by Charlie van der Geest, Letícia Bizarre, Aline Melchuna, Ivanei F. Pinheiro and Vanessa C. B. Guersoni, published at Fuel, April 2022, Vol. 313.
Over the past five decades, wax deposition has been widely considered a mass transfer-controlled phenomenon. Despite the highly inaccurate predictions, engineers cannot accurately predict the final thickness of the deposit, the hypothesis that wax deposition is a mass transfer phenomenon was not commonly questioned, but this has recently changed. This paper shows evidence that wax deposition is limited by phase transition (heat transfer), by analyzing a vast experimental matrix previously presented in the literature and clearly showing that the thickness decreases as the Reynolds number increases, which cannot be explained by molecular diffusion alone, also by showing that the Reynolds number does not influence the ratio between the deposit’s thermal resistance and the total thermal resistance (dimensionless temperature) for all cold flow experiments, which is further evidence of phase transition. When comparing the limits of the molecular diffusion approach with the experimental data, without any fitting parameter, one observes that not only the experimental data cannot be predicted, but the trend is also incorrect. When using the phase transition model (heat transfer), the accuracy in the thickness prediction is high, which is evidence that what limits the wax deposition is the phase transition. This shows that heat transfer equations can accurately predict wax deposition thickness. Since all wax deposition simulators have the heat transfer calculations, to improve their predictions, one must only implement a single boundary condition.
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by Charlie van der Geest, Aline Melchuna, Letícia Bizarre, Antonio C. Bannwart and Vanessa C. B. Guersoni, published at Fuel, June 21, Vol. 293.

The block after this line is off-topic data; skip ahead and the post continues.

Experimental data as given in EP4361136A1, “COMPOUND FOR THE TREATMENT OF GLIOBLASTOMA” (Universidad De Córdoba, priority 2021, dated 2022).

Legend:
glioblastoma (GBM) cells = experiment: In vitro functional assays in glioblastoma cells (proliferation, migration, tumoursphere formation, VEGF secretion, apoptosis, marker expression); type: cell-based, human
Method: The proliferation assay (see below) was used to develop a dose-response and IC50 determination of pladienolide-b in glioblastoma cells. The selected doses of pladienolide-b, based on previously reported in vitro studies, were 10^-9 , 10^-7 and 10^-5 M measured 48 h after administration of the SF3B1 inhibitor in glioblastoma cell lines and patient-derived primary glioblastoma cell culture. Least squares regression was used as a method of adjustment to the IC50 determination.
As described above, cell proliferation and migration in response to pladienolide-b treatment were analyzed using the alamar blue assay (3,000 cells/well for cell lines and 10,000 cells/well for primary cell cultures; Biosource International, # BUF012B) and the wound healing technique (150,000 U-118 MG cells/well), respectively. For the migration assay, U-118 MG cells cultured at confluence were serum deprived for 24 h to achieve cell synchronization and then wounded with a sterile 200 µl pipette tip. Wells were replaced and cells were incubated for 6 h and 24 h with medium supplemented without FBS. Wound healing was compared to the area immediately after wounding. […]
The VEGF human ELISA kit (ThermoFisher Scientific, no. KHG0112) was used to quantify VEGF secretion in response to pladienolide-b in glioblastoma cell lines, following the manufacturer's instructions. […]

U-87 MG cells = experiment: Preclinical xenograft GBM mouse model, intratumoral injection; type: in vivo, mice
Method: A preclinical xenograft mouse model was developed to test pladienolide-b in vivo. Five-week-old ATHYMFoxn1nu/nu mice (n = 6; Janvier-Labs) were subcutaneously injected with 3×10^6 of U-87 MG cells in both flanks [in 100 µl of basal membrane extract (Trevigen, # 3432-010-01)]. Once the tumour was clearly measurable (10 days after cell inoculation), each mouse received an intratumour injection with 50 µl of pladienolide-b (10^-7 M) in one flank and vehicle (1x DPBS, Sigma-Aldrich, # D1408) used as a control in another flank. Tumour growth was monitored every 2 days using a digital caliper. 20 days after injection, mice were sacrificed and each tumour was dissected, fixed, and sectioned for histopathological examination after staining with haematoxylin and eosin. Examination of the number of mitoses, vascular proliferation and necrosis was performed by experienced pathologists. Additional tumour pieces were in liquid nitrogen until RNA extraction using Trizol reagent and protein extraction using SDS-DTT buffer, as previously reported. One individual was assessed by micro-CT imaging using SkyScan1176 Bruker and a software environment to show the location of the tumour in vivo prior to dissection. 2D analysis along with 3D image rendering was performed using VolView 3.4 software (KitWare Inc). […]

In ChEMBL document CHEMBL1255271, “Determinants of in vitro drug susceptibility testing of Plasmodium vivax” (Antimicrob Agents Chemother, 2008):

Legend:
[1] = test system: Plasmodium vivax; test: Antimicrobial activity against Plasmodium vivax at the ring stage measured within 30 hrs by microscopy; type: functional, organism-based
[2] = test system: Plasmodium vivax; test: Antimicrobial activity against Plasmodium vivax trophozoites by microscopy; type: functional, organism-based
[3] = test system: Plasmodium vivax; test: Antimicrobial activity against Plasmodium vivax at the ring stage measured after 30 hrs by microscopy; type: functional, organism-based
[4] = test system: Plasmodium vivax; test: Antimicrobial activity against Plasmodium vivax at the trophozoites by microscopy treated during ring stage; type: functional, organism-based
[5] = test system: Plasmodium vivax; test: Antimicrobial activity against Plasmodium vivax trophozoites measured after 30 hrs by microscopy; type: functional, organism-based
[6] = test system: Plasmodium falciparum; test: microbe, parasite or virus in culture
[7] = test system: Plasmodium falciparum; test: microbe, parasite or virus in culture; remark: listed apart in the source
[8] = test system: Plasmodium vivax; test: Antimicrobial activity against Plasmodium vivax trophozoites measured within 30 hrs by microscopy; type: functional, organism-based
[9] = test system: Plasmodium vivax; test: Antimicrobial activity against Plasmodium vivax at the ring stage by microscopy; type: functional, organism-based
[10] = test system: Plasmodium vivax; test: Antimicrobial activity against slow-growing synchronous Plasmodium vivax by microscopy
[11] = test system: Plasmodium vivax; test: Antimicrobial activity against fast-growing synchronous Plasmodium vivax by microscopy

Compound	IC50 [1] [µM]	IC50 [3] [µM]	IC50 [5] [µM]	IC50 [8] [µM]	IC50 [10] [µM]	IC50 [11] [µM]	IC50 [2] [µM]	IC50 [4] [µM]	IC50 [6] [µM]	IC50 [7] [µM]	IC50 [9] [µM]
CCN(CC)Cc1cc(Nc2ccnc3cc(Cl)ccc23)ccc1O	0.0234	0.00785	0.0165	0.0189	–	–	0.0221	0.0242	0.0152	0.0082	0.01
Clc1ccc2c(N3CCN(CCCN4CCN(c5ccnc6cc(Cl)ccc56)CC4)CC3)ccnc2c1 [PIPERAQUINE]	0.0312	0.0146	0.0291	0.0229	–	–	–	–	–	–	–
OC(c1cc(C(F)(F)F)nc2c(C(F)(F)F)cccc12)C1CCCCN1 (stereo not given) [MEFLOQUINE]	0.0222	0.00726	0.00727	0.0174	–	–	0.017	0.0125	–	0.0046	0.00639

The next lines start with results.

Wax deposition is a costly problem for the O&G industry, especially for pipelines in cold environments. For at least three decades, the scientific community has overwhelmingly agreed that molecular diffusion is the main mechanism for wax deposition. There are, however, severe problems with models based on molecular diffusion. They rely on untested hypotheses and several empirical correlations; hence, they can hardly predict the experimental data from laboratory. For real fields, the prediction is no better than an educated guess – heuristic solutions. Several research areas in wax deposition need to be better understood, and these are discussed in detail here, with a highlight to the most important concern: the controlling mechanism. Is wax deposition indeed a mass transfer controlled phenomenon? What is the evidence supporting this “general knowledge”? Is it possible that, for some conditions, mass transfer is dominant, and for others, the phase transition mechanism is dominant? Apart from this, we also discuss other issues: the accuracy of empirical correlations for diffusivity, the behavior of crystals in the deposit and how that influences the general deposit behavior, non-Newtonian influence on heat transfer and mass transfer, among others. Wax deposition is a complex topic that has been reviewed over and over. In this review, however, we focus on both presenting what has been discussed in the literature and make a critical analysis. The goal is to increase the general knowledge by highlighting a number of gaps and challenges related to this complex and financially exorbitant issue.
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